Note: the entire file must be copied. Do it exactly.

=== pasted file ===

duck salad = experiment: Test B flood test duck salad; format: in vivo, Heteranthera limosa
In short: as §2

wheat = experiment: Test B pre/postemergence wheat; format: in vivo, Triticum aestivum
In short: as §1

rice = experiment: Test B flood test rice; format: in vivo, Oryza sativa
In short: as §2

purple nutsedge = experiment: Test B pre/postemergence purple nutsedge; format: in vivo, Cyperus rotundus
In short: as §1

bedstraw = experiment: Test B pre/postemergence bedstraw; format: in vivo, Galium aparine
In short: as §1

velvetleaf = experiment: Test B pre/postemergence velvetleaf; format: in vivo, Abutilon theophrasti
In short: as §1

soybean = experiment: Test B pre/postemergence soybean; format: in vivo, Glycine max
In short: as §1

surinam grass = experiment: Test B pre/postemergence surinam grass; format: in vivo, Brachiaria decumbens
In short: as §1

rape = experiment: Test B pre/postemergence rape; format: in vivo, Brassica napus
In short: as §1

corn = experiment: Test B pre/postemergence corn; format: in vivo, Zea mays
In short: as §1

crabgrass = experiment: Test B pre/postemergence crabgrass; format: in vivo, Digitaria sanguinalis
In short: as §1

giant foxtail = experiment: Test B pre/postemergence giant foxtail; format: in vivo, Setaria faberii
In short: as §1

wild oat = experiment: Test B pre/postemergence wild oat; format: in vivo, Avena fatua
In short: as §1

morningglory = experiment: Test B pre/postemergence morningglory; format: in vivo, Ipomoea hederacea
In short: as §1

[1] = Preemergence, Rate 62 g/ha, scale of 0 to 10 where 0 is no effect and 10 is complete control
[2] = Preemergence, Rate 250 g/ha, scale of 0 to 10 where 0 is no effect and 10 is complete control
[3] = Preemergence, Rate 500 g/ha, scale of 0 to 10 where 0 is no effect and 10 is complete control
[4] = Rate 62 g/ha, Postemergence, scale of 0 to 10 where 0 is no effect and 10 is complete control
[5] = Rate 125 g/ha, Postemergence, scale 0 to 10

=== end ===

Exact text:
duck salad = experiment: Test B flood test duck salad; format: in vivo, Heteranthera limosa
In short: as §2

wheat = experiment: Test B pre/postemergence wheat; format: in vivo, Triticum aestivum
In short: as §1

rice = experiment: Test B flood test rice; format: in vivo, Oryza sativa
In short: as §2

purple nutsedge = experiment: Test B pre/postemergence purple nutsedge; format: in vivo, Cyperus rotundus
In short: as §1

bedstraw = experiment: Test B pre/postemergence bedstraw; format: in vivo, Galium aparine
In short: as §1

velvetleaf = experiment: Test B pre/postemergence velvetleaf; format: in vivo, Abutilon theophrasti
In short: as §1

soybean = experiment: Test B pre/postemergence soybean; format: in vivo, Glycine max
In short: as §1

surinam grass = experiment: Test B pre/postemergence surinam grass; format: in vivo, Brachiaria decumbens
In short: as §1

rape = experiment: Test B pre/postemergence rape; format: in vivo, Brassica napus
In short: as §1

corn = experiment: Test B pre/postemergence corn; format: in vivo, Zea mays
In short: as §1

crabgrass = experiment: Test B pre/postemergence crabgrass; format: in vivo, Digitaria sanguinalis
In short: as §1

giant foxtail = experiment: Test B pre/postemergence giant foxtail; format: in vivo, Setaria faberii
In short: as §1

wild oat = experiment: Test B pre/postemergence wild oat; format: in vivo, Avena fatua
In short: as §1

morningglory = experiment: Test B pre/postemergence morningglory; format: in vivo, Ipomoea hederacea
In short: as §1

[1] = Preemergence, Rate 62 g/ha, scale of 0 to 10 where 0 is no effect and 10 is complete control
[2] = Preemergence, Rate 250 g/ha, scale of 0 to 10 where 0 is no effect and 10 is complete control
[3] = Preemergence, Rate 500 g/ha, scale of 0 to 10 where 0 is no effect and 10 is complete control
[4] = Rate 62 g/ha, Postemergence, scale of 0 to 10 where 0 is no effect and 10 is complete control
[5] = Rate 125 g/ha, Postemergence, scale 0 to 10